Friday, 4 November 2016

Wine tasting of wines aged in terracotta amphorae taking place in Impruneta, Tuscany 19 - 20 November 2016

Terracotta and wine Impruneta, Tuscany 19 - 20 November 2016

In 2014, I provided details of an event hosted by Terracotta Artenova in Impruneta - a conference on making wine in terracotta containers.

wine-making in terracotta jars from Terracotta Artenova
Wine-making in terracotta jars from Terracotta Artenova
Leonardo Parigi of Terracotta Artenova and his family pioneered the manufacture in Tuscany of large terracotta giare for wine-making and the conference that they organised in 2014 was a huge success. So much so, indeed, that this month they have organised a follow-up conference that includes massive wine tasting sessions of wines that have since been produced and/or aged in terracotta vessels.

Wine tasting of wines aged in terracotta amphorae taking place in Impruneta, Tuscany 19 - 20 November 2016

This wine tasting of wines aged in terracotta amphorae will take place in Impruneta, Tuscany, on the 19th and 20th of November 2016.
Entry costs 15 euros, including your wine glass and holder.

It is not mandatory to pre-register for this terracotta wine tasting event,
but pre-registered attendees will have a fast line at the entrance.

Programme 2016

This was a great event!

Here's a picture of the wonderful concluding dinner prepared by Filippo Saporito
followed by Champagne from Henri Giraud.

Watch for the next conference, probably in two years from now.



The 2nd International Convention "Terracotta and wine 2016" will be held in the atmospheric ambiance of the 18 C terracotta workshop, Fornace Agresti, in Impruneta. The town is just a few km from Florence, with good bus connections. The event is all about winemaking in amphora and, as last time, it is open to the general public and offers the unique opportunity to taste and compare these unusual and extraordinary wines from all over the world. The number of exhibitors has grown from 29 in 2014 to 40 this year, as more and more wine producers are making some of their wine in terracotta containers - champagne and beer too! An Enoteca (wine shop) will be available for those who wish to buy the wines on show. There will be talks and debates on a technical level, where wine makers specialised in the production of amphora wine will share their experiences. There will be several guided wine tasting sessions, as well as various musical performances and tours of the Artenova terracotta workshop.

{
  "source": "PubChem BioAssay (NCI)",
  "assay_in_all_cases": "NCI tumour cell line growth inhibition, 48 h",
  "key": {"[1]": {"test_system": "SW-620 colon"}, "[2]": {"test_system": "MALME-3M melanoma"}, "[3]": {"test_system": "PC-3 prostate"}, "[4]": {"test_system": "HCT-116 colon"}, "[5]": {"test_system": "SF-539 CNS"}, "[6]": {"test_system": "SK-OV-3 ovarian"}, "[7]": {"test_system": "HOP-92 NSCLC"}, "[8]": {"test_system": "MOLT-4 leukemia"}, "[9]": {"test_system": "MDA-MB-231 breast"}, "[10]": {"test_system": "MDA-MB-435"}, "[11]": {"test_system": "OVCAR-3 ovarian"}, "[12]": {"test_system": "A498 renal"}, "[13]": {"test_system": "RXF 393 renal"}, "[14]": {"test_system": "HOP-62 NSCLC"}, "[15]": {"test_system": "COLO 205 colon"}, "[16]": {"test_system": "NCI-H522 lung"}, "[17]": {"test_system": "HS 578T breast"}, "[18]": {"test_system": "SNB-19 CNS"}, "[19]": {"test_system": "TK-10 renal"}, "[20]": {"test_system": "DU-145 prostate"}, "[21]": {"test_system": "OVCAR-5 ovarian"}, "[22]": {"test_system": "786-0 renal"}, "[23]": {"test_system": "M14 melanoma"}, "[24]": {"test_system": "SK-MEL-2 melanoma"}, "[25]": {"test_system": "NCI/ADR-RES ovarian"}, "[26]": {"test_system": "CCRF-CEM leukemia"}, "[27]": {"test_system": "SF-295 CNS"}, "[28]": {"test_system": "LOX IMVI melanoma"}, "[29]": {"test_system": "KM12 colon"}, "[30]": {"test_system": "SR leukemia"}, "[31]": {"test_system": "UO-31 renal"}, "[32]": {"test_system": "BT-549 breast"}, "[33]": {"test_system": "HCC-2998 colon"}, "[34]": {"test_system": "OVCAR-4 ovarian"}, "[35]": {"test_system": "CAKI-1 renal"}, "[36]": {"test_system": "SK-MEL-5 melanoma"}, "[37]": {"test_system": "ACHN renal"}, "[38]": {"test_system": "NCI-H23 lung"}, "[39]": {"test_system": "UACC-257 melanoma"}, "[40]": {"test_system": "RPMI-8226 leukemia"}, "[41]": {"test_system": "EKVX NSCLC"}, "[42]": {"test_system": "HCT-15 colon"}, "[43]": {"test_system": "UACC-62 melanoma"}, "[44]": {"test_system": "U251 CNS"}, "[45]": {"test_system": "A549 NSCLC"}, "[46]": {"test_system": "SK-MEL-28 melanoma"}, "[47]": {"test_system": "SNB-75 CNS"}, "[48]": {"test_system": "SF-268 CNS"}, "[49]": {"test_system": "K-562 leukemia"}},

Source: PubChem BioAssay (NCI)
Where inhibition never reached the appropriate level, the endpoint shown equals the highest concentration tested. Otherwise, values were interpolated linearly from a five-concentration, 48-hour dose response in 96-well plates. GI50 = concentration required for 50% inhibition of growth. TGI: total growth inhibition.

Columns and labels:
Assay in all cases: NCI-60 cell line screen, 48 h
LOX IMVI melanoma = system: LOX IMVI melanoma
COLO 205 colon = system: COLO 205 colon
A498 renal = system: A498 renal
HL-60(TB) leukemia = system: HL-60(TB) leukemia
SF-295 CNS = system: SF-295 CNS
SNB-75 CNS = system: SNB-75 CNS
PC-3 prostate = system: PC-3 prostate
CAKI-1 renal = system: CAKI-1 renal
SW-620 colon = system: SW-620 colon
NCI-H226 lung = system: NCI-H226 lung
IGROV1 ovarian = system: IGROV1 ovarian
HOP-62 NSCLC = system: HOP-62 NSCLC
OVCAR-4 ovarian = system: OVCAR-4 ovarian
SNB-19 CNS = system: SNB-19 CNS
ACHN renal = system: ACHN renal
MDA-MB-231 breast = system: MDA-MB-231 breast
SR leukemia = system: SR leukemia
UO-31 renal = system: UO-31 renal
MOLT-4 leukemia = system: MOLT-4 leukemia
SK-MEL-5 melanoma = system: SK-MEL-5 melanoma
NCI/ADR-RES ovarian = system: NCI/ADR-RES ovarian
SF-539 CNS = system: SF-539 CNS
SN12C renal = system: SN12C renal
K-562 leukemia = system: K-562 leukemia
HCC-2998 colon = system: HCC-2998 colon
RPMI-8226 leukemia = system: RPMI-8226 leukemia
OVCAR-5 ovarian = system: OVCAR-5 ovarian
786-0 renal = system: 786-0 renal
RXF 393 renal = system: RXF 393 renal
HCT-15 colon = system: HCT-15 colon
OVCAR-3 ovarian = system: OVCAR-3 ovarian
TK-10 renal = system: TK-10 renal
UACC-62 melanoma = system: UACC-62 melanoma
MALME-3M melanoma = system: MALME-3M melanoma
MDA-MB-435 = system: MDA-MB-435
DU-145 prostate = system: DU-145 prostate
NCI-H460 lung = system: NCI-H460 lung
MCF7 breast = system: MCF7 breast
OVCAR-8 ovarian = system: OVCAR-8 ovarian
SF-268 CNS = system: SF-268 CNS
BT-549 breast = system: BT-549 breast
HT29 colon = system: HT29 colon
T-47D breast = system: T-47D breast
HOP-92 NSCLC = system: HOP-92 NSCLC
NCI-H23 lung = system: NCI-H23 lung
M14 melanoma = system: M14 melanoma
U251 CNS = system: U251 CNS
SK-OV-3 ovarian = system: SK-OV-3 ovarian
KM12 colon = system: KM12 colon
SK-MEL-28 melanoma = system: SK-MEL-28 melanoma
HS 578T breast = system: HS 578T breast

Wine tasting at the 2014 event in Impruneta
Wine tasting at the 2014 event in Impruneta

Terracotta Artenova.

Wine making in terracotta jars.

Terracotta jars used in wine-making.


Tuscany Toscana
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Author: Anna Maria Baldini


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Tuesday, 1 November 2016

Castello di Montegufoni and the Sitwell family

Of all the castles in Tuscany, the one to which I am most attracted is the Castello di Montegufoni which is situated near Montespertoli, 20 km south of Florence.

Castello di Montegufoni
Castello di Montegufoni

This attraction is evoked both by the castle itself, as it was when owned by the Sitwells, and its literary associations, the first of which is Sir George Sitwell himself. Sir George was an English aristocratic eccentric on the grand scale who bought Montegufoni in 1909 and spent the rest of his life - he died in 1943 - restoring and decorating it. He, like I, was a garden nut whose finest book was On the Making of Gardens, a product of his extensive knowledge of gardens, and of Italian gardens in particular. Its style is lush and over-romantic, even by Victorian standards, but I don't find that to be especially a problem. His reflections are valuable and the book can still be read for both pleasure and profit.

The Sitwell family
The Sitwell family